Attorney seeks compromise in city-parish lawsuit to reverse $10K land sale

The attorney representing the city-parish in its lawsuit to reverse a controversial $10,000 land sale on a prominent corner lot says she’s interested in finding a way to compromise with the buyer.

The lawsuit was allowed to proceed in January when a state district judge overruled an exception filed by buyer Radu Cosman’s attorney, Loren Kleinpeter, who argued the law allowing sellers to rescind land sales doesn’t apply to government actions.

Mary Olive Pierson, the attorney representing the city-parish, says Cosman now has two options: either return the property to the city-parish and get his money back or pay an amount closer to the appraised value and keep it.

“We might be able to reach a settlement or compromise,” Pierson says. “I have some suggestions about how to get there… A compromise somewhere between what a willing buyer and a willing seller would accept.”

As first reported by Daily Report in 2017, the city-parish sold the 50,000-square-foot lot at the corner of Jefferson Highway and Bluebonnet Boulevard to Cosman for $10,000 in an auction at which he was the lone bidder. After news of the deal broke, the city-parish ordered an appraisal and found it to be worth an estimated $605,800.

The city-parish filed suit to rescind the sale based on lesion beyond moiety, a principle in the state civil code that gives a seller one year to recover a piece of land if it was sold for less than half of the fair market value.

Taking into consideration a state audit that said the city-parish may have violated the state constitution in a number of land deals, including Cosman’s, the parish attorney’s office determined the only option is for Cosman to pay the appraised amount or rescind the sale.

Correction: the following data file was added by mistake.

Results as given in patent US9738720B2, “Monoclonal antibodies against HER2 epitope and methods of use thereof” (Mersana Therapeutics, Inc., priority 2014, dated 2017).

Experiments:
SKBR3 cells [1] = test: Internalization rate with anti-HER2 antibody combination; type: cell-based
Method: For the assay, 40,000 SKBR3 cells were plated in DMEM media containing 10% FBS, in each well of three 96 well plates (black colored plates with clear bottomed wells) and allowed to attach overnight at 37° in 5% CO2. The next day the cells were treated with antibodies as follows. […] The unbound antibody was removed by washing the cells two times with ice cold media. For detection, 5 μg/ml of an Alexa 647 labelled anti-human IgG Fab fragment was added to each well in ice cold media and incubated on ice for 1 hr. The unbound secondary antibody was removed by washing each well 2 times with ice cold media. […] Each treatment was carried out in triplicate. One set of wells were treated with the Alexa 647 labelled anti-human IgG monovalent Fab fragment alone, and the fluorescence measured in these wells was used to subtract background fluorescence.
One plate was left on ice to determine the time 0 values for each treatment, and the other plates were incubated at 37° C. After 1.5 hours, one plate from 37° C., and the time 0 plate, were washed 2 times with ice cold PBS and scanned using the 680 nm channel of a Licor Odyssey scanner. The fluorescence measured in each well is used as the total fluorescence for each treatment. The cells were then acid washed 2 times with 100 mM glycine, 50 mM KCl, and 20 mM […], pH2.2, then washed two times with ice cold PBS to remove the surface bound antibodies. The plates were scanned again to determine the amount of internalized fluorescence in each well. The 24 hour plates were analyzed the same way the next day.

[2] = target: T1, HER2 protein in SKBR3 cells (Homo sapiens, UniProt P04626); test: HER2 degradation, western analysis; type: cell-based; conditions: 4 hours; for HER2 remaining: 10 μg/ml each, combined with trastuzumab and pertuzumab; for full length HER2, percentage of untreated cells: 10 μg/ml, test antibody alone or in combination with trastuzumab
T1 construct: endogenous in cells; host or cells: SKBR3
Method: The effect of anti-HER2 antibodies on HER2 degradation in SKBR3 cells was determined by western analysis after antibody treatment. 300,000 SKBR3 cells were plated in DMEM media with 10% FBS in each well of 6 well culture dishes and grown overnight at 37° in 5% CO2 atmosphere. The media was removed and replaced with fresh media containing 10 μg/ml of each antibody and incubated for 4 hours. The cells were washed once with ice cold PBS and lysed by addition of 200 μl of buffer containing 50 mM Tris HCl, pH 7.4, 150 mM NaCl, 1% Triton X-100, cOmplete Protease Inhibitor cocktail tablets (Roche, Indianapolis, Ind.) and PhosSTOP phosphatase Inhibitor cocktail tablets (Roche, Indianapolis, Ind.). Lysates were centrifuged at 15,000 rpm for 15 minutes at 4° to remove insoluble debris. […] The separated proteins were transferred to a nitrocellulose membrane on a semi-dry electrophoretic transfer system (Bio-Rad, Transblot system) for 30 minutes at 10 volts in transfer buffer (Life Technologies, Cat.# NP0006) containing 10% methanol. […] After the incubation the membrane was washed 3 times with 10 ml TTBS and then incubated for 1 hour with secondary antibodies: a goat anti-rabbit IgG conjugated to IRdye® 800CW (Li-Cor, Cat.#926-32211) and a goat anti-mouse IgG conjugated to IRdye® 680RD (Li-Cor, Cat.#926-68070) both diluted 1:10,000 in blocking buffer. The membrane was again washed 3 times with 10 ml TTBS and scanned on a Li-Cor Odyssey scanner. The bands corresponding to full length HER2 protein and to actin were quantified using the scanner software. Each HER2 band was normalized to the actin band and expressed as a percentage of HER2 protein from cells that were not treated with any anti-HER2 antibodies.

But Pierson has a different legal opinion, arguing an appraisal is just an appraisal, and the fair market value of a property is the amount negotiated between a willing buyer and seller.

“It’s not black and white,” Pierson says. “As an attorney who practices law in practical way, if we want to hold on to the property, we can do that—but if we don’t, we need to get the highest price available. In my experience, it’s not always the appraised price. It’s what someone is willing to pay.”

Pierson says she has been in contact with legal counsel in the auditor’s office to find out what leeway the city-parish has.

Before filing the exception, Kleinpeter said his client had offered to settle by paying additional money, but the city-parish did not accept it.

“I still have some optimism that we can resolve this amicably,” Kleinpeter says, “but that takes both sides.”

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